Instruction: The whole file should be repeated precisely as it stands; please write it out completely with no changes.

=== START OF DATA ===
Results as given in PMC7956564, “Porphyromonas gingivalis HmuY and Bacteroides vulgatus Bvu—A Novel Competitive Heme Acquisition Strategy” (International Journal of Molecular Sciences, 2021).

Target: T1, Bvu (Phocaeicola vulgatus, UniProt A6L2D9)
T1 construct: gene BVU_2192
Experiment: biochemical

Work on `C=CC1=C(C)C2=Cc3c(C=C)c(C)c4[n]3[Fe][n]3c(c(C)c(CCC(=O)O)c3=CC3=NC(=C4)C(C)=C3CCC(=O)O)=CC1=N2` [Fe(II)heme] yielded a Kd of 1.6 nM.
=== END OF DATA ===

Results as given in PMC7956564, “Porphyromonas gingivalis HmuY and Bacteroides vulgatus Bvu—A Novel Competitive Heme Acquisition Strategy” (International Journal of Molecular Sciences, 2021).

Target: T1, Bvu (Phocaeicola vulgatus, UniProt A6L2D9)
T1 construct: gene BVU_2192
Experiment: biochemical

Work on `C=CC1=C(C)C2=Cc3c(C=C)c(C)c4[n]3[Fe][n]3c(c(C)c(CCC(=O)O)c3=CC3=NC(=C4)C(C)=C3CCC(=O)O)=CC1=N2` [Fe(II)heme] yielded a Kd of 1.6 nM.